until after the holidays," said Frank Ariano, an Elgin attorney and head of
the family of the law section of the Illinois Bar Association.
Weiner-Davis says some marriages should end in divorce, citing cases in
which domestic violence or chronic substance abuse is present. But she and
some respected sociologists, such as Paul Amato of the University of
Nebraska and Linda Waite of the University of Chicago, note that many failed
marriages with relatively little conflict could have been saved if couples
had been taught better skills and learned the scientific ebb and flow of
"In the same way we know that 2-year-olds act a certain way and teenagers
act a certain way, marriage also has developmental stages," Weiner-Davis
said. "Most couples get married and they're clueless about this. At certain
years and certain times in their marriage, they're going to hit bumps in the
road that are predictable. If they know this, it normalizes it and they can
see they can get through it."
So the Divorce Buster is branching out, trying to help couples long before
the love fades. And part of that effort has her talking--a lot--with couples
Increasingly, she is using marriage-education seminars to help couples build
better communication skills. She says men in particular find the seminar
format less intimidating than private counseling.
A couple of weeks ago--even though she considers herself a liberal--the Bush
administration asked her to present a sample of her "Keeping Love Alive"
marriage-education seminar to a group of state social-welfare officials from
around the country.
"She is not the only one out there doing marriage education from a
skills-based approach, but she is a good example," said Wade Horn, assistant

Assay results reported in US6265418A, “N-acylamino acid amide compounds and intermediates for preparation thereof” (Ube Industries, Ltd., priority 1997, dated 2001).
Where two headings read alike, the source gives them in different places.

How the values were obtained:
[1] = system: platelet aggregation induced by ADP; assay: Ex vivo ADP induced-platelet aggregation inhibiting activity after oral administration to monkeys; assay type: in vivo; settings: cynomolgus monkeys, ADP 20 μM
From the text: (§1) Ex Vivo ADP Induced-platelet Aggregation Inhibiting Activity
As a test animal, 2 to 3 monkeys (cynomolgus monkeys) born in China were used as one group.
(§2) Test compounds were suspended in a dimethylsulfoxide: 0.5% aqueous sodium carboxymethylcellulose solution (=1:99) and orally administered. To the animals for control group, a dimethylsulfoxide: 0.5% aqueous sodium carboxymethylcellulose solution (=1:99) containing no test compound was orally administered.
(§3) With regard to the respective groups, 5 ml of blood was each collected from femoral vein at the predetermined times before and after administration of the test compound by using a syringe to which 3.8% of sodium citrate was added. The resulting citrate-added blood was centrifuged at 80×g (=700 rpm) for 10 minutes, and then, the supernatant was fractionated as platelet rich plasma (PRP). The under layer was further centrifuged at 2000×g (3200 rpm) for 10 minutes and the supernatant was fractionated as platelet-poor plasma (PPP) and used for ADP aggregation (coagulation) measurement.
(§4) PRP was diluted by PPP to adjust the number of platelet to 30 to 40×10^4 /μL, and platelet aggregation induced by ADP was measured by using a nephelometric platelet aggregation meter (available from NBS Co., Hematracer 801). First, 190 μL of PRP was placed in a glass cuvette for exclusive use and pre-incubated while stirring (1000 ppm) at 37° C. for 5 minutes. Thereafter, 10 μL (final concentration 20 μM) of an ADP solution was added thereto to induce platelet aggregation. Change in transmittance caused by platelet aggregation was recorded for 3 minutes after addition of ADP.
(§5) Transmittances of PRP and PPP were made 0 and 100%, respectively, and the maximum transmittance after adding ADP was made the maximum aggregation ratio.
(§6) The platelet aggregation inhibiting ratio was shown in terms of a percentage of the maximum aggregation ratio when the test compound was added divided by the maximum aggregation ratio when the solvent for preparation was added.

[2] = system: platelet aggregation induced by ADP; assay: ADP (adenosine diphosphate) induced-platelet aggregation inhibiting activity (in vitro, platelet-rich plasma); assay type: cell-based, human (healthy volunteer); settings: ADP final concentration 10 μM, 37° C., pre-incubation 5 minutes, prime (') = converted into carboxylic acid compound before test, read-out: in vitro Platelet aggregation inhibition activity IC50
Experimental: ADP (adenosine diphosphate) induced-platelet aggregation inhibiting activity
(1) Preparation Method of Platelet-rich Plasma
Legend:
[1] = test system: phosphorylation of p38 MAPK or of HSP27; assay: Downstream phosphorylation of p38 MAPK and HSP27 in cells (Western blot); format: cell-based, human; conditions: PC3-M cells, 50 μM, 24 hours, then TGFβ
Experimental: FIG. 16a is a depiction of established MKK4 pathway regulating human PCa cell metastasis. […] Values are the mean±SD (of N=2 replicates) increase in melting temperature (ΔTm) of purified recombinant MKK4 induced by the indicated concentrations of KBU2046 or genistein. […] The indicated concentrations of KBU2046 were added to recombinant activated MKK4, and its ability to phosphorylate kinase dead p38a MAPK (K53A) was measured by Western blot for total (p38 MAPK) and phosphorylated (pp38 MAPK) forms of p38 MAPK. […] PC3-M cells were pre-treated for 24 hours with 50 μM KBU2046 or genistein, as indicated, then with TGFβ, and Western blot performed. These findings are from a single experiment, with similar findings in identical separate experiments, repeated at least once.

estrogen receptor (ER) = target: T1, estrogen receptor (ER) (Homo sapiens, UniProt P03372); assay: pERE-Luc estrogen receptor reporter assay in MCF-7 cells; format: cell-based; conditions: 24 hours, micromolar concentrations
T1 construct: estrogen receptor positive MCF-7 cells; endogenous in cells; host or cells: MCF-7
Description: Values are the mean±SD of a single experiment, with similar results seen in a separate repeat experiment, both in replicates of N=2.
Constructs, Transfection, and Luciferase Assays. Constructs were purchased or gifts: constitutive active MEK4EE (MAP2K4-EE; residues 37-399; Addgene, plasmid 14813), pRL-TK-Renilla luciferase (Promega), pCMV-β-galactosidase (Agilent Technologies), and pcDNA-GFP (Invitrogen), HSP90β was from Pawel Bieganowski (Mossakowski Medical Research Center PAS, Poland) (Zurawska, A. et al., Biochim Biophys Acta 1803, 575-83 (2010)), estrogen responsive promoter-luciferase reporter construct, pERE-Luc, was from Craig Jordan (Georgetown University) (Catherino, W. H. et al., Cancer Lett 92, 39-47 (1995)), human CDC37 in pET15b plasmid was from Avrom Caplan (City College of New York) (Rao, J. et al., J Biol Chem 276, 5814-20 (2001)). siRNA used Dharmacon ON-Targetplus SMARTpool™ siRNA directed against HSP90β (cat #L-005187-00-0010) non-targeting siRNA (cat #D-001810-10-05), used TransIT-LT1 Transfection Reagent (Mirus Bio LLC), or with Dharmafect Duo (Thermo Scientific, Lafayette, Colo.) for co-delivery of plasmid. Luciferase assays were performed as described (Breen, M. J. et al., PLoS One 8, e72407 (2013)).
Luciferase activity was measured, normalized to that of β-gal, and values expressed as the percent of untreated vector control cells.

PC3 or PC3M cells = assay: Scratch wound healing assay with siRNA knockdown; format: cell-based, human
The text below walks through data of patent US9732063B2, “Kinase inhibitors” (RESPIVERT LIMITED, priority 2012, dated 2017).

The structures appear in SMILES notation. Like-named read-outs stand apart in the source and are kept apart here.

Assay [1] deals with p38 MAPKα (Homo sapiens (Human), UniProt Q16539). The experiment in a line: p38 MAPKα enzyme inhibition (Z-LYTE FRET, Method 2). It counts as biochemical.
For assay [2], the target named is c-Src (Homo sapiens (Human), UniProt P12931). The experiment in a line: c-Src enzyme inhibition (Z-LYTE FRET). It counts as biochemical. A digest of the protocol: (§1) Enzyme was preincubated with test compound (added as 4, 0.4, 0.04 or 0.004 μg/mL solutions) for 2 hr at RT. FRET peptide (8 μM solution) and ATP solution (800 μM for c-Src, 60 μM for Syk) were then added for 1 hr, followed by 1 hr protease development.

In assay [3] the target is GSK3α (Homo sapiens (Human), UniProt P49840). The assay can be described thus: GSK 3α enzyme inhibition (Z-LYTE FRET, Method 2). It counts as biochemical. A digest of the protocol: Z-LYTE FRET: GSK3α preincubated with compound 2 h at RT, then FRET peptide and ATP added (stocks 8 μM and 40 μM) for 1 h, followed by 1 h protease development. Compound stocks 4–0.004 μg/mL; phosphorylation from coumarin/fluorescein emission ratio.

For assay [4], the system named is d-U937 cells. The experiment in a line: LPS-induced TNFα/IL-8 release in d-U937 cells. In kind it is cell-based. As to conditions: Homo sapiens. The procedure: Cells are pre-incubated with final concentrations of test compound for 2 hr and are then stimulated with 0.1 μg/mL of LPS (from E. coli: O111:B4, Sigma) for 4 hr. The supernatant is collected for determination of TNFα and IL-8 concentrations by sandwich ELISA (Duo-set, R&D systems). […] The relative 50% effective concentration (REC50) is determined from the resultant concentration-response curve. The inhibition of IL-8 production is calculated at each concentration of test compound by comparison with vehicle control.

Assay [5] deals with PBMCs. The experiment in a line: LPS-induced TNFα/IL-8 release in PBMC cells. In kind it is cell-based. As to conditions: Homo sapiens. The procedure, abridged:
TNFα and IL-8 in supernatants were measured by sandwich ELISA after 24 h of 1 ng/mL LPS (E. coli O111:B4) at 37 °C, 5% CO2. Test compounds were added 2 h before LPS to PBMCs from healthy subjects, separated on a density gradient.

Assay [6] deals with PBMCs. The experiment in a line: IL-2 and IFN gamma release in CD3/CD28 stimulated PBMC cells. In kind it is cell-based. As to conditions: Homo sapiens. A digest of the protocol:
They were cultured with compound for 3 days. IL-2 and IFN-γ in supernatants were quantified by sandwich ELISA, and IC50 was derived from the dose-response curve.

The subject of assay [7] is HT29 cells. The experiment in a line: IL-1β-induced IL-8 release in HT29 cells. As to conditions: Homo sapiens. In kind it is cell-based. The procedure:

secretary of health and human services. "She certainly is someone who has a
national reputation and has been doing this awhile."
Part of those communication skills is, obviously, talking about sex with
"To this day, it blows me away," she said, relaxing with her husband of 25
years, Jim Davis, a real estate developer, in the living room of their home
"I'll work with couples who have been married 20, 30, 40 years. And many of
them have never had a conversation about their sexual relationship--what
they like, what they don't like."
So she's switching gears, moving from Divorce Buster to Sex Myth Buster.
For instance, in the traditional thinking about sex, desire leads to
arousal, which leads to orgasm. But Weiner-Davis found that, with some of
her clients, the first part of the order was reversed. When a spouse wasn't
really interested in sex but agreed to make love anyway, he or she often
found desire followed arousal. That lined up with a study by Rosemary
Basson, an internationally known sex researcher.
"I can't tell you," Weiner-Davis said, "how many people have sat in this
office and said to me, `You know, I really wasn't in the mood when my
husband approached me; I just decided to go along with the program. But once
I got started, I really enjoyed it.' I wish I had a dollar for every time
I've heard that."
The desire myth
Another myth about sex-starved marriages is that it's almost always the wife
who has less desire. Weiner-Davis admits she used to believe that one
"I wrote an article in Parade magazine on low sexual desire in women, and I
got hundreds of letters from irate women," she said, laughing. "They'd say,
`There you go: another professional perpetuating the myth about low desire
in women. When are you going to start talking about low desire in men?'"
Weiner-Davis' book speaks to both spouses--those with high desire and those
with low desire--without pointing fingers. She says that investing in
intimacy can help couples who have found themselves stuck in neutral when it
comes to nurturing other facets of their relationship.
"Our culture teaches us that if you talk, if you go on dates, if you spend
time together as a couple, the physical relationship will just fall into
place," Weiner-Davis said. "I've discovered the opposite is true too: When
people start to invest more energy into their physical relationship, all of
a sudden it triggers feelings of closeness and connection."